The only drawback with using regular straw or hay is they contain weed seeds that will germinate along with your seed.
After your seeds germinate and the straw is removed, these will need to be weeded out.
A better option is to use wheat, oat, or barley straw available from landscaping stores.
Grain straws are unlikely to contain weed seeds, and some sources are certified to be weed seed-free.
If you use this type of straw, you will not have to worry about dealing with weeds after the seeds have germinated.
Check out our post on how long to leave hay on grass seed and what to do next for additional information.
Cover With Burlap Fabric
Burlap fabric is an excellent option for covering seed when heavy rain is expected, and similar to straw, it will also protect the soil from erosion.
The gaps in the coarse fabric will allow sunlight and moisture to reach your seed, and the covering will protect your seeds from washing away.
If you have burlap on hand as burlap bags, cut and sew together to make blankets to cover.
Otherwise, rolls of natural burlap fabric are available either online or from garden centers and home improvement stores.
Your best choice is untreated, biodegradable burlap.
Cut the fabric to size and lay it out over the seeds, ensuring the edges of the material are flush or overlapping and secure with yard stakes.
Synthetic burlap should be removed after the storm has passed, but natural, biodegradable burlap may be left in place.
The new grass will grow through the holes in the fabric, anchoring it to the soil where it will gradually decompose.
Use Erosion Control Blankets
Soil erosion blankets are made from woven synthetic or natural fibers.
They are designed to protect topsoil from washing away during heavy storms and are another excellent option for protecting grass seeds from the elements.
Natural erosion blankets made from coconut fibers, curled wood fibers, or straw are an excellent choice because they will degrade over time if left in place, adding nutrients to the soil to feed your new grass.
Suppose you use synthetic blankets, or the natural blankets will take too long to decompose and interfere with your mowing activity.
In this case, it’s safe to remove them straight after the storm has passed but once the seeds have germinated and begin to poke through, you risk uprooting them.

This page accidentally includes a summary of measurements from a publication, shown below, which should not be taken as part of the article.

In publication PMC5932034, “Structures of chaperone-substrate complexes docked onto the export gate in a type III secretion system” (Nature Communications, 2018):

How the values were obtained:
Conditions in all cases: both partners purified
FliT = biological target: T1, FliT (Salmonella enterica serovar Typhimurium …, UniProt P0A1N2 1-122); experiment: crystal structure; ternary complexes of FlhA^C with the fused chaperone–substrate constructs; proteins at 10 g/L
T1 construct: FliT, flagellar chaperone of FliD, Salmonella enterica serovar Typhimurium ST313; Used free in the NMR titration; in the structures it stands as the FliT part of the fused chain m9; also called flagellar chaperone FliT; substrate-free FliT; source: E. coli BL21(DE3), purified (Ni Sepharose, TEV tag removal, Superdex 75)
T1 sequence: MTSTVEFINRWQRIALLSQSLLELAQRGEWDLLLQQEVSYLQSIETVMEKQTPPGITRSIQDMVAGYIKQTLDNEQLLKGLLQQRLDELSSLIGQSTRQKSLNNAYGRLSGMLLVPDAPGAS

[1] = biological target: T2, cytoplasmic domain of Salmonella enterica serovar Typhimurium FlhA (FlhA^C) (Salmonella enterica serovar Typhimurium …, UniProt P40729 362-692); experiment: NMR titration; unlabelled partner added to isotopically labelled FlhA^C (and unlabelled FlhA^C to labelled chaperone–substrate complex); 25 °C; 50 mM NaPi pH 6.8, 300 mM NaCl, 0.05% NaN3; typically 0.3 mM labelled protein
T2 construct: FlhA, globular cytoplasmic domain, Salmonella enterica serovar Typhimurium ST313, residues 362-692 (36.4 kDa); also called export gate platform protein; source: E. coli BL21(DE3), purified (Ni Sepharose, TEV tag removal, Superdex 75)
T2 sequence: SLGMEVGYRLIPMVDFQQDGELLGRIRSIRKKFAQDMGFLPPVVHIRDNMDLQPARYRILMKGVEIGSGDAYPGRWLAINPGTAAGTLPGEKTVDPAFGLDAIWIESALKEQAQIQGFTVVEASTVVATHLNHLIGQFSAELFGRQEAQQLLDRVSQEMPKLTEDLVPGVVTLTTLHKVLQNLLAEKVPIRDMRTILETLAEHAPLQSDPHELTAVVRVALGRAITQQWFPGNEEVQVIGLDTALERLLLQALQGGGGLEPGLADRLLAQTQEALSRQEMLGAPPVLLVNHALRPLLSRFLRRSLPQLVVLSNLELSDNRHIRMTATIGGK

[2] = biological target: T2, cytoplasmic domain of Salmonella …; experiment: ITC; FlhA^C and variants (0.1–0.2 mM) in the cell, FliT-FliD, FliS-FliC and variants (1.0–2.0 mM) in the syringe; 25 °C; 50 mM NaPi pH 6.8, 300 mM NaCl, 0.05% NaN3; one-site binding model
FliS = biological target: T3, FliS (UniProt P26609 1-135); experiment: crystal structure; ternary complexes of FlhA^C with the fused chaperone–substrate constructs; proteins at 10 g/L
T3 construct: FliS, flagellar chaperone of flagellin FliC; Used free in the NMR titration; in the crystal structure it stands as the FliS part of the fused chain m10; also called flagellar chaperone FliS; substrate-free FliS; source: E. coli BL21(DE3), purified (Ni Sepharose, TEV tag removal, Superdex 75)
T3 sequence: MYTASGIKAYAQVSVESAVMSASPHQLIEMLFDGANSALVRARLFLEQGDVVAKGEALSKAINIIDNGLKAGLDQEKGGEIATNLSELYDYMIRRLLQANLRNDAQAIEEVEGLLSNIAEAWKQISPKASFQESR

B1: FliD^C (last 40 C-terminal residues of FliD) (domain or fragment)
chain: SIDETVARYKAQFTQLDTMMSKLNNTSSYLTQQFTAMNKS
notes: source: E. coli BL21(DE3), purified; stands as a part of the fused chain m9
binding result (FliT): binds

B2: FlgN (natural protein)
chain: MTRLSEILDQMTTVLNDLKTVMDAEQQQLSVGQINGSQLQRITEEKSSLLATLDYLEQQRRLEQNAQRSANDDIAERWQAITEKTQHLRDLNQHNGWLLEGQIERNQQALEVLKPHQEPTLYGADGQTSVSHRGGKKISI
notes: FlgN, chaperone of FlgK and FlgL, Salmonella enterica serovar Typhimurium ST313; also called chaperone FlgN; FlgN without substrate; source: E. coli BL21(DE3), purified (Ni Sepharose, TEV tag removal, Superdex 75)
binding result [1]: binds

Lay Lawn Seed Blankets
Also known as grass seed germination blankets, these coverings contain grass seed and the nutrients needed for optimal growth of your new grass.
Using this option instead of spreading seed will prevent the embedded seeds from washing away during heavy rainfall and ensure your new grass growth is even and not clumpy or patchy.
Moreover, seed blankets reduce the chances of weeds.
Seed blankets are normally biodegradable and are designed to be left in place after the seeds have germinated.
Attempting to remove them will uproot the new grass seedlings, allowing the new grass to grow in and the blanket to decompose over time.
Cover With Landscaping Fabric
Although landscape fabric is usually laid under the soil to prevent weed growth, it’s also a good option for protecting grass seed from heavy rainfall.
This is because landscape fabric has tiny holes which will allow some water and oxygen to reach your seeds, but it won’t let in enough water to disturb them or wash them away.
Lay the fabric so water runs off rather than pools anywhere, and remove it after the rainstorm is over.
Speaking of water, make sure your seed grows well by checking out our guide for how often to water grass seed.
Protect With Cardboard
A cost-friendly method is to lay pieces of cardboard over your seeds to protect them during a storm, especially if you have cardboard boxes around the house.
Otherwise, look for free cardboard boxes discarded by grocery stores or other businesses.
Break down the boxes and lay them flat pieces of cardboard over your seeds.
Because the cardboard sheeting will prevent the seeds from receiving sunlight, it needs to be removed after the storm has passed.
Cover With Plastic or Tarps
Another option is to use light tarps or thin plastic sheeting such as 3-4 mm drop covers to overlay your seeds before any expected heavy rainfall.
For seeds that haven’t germinated, cover them with the tarp or plastic and secure them with stakes until the storm has passed.
When removing, take care to ensure any pooled water does not splash over to disturb the seeds.
If some of the seed has germinated, the use of tarps or plastic sheeting is not recommended because the weight of any pooled water will crush any new seedlings beneath it, and they won’t survive.